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Overview from TED

How does your genetic inheritance, culture and history influence your health? Biological anthropologist Lara Durgavich discusses the field of evolutionary medicine as a gateway to understanding the quirks of human biology - including why a genetic mutation can sometimes have beneficial effects - and emphasizes how unraveling your own evolutionary past could glean insights into your current and future health.

"In the time it takes us to evolve one mechanism of resistance, a pathogenic species will go through millions of generations, giving it ample time to evolve, so it can continue using our bodies as a host."

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Lara Durgavich

Biological Anthropologist

Lara Durgavich brings historical context to human biology, sharing the importance of evolutionary medicine in personal life and beyond. She teaches university courses on topics including evolutionary medicine, primate evolution and behavior, human biological variation and female reproductive physiology.



Lara Durgavich has a really cool-sounding job title: Biological Anthropologist. Also known as physical anthropology, biological anthropology is the study of the past and present evolution of the human species, particularly focusing on the causes of human diversity.

Durgavich’s TED Talk from March 2019 implores viewers to consider the historical context surrounding their own health conditions, and overall genetics – a field known as “evolutionary medicine”.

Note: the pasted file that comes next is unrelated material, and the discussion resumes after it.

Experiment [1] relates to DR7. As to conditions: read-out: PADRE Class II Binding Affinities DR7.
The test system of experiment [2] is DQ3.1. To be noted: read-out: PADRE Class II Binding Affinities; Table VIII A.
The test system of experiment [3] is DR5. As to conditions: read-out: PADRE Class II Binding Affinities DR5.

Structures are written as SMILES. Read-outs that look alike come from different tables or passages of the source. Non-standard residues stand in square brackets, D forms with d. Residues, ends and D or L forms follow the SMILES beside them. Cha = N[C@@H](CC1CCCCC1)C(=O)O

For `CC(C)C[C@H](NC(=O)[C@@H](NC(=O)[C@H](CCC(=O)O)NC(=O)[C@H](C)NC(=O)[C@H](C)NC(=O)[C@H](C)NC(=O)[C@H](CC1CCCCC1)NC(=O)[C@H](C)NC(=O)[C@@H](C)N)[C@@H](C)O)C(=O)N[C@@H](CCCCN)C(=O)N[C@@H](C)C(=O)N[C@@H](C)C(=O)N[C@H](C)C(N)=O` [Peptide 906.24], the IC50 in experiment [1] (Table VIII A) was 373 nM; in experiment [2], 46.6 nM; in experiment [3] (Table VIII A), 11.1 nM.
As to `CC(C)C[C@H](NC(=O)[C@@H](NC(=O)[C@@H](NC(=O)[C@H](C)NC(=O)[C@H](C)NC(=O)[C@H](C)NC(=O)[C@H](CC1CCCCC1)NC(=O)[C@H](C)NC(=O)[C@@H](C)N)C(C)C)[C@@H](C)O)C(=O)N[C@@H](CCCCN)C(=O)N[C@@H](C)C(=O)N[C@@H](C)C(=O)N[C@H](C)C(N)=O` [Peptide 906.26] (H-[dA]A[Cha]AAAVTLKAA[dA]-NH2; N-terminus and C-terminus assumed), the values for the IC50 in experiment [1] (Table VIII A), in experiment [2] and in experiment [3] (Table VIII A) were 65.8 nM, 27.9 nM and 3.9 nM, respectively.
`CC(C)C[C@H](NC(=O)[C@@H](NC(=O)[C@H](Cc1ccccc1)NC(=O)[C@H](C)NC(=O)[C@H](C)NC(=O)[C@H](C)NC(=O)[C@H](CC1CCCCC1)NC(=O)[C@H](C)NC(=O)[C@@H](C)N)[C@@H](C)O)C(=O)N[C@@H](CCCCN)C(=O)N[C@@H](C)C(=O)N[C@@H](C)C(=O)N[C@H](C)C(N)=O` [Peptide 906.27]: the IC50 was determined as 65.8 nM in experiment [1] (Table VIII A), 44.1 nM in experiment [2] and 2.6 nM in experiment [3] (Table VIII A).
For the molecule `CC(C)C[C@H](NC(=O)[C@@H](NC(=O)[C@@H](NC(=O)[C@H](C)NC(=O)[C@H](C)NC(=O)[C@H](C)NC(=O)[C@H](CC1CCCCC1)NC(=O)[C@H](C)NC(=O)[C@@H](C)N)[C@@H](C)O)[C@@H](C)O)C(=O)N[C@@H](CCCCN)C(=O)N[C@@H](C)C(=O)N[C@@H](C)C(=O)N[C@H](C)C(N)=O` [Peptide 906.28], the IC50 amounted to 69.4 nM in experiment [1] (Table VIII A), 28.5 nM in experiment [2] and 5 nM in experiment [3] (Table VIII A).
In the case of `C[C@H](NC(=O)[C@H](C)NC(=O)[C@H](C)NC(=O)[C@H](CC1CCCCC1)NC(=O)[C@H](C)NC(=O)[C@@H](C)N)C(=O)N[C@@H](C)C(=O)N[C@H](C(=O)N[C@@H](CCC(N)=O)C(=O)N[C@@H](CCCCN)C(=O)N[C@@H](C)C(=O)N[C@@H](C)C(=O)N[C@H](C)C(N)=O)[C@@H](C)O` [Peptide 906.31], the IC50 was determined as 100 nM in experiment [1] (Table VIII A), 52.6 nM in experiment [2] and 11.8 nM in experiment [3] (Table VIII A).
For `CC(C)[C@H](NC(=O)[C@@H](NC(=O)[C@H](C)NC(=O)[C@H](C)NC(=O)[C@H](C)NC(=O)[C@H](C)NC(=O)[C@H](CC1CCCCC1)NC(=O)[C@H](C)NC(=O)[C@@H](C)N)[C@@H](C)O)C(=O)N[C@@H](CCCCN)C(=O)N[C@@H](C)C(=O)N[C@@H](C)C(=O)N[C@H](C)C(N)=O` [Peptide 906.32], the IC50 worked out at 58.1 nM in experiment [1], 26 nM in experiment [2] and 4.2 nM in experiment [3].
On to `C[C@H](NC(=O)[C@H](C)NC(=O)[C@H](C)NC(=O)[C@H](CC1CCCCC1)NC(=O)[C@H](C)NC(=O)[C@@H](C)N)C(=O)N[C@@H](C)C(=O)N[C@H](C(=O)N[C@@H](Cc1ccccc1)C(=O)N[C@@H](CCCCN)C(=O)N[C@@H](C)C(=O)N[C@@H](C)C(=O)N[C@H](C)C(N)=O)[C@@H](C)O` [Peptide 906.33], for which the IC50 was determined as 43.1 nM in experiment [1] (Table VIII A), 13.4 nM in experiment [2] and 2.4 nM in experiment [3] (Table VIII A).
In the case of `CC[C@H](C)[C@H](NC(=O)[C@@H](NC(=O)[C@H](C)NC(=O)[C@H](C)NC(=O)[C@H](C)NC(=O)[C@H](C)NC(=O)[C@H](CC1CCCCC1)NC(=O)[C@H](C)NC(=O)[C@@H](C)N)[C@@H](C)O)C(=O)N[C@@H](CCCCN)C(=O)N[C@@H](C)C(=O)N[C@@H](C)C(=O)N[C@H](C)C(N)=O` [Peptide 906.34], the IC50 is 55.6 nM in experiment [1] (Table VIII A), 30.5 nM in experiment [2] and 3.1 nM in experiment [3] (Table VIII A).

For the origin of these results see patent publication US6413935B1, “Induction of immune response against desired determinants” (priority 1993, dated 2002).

She relays her own experience; discovering at nine weeks pregnant that she was a carrier of the fatal genetic disorder, Tay-Sachs disease. If the baby were to inherit the mutation from both parents, both copies of chromosome 15 wouldn’t function properly, leading to the progressive shut down of the central nervous system and death by the age of five.

Thankfully, Durgavich’s husband was not a carrier.

Durgavich was aware of the unusually high rate of Tay-Zach in the Ashkenazi Jewish population, but it wasn’t until some years after the birth of her daughter – whilst teaching a seminar in evolutionary medicine at Harvard - that she began to question why:

“The process of evolution by natural selection typically eliminates harmful mutations. So how did this defective gene persist at all? And why is it found at such a high frequency within this particular population?”

I too have been guilty of questioning why certain genetic mutations haven’t “died out” by now, failing to see any benefit for their existence. Durgavich’s talk has turned that on its head, challenging my perceptions (or misconceptions) of health, evolution and natural selection in the process.


Durgavich’s initial hypothesis was a thought-provoking one: the unusually high rate of the Tay-Sachs mutation in Ashkenazi Jews today may relate to advantages the mutation gave this population in the past.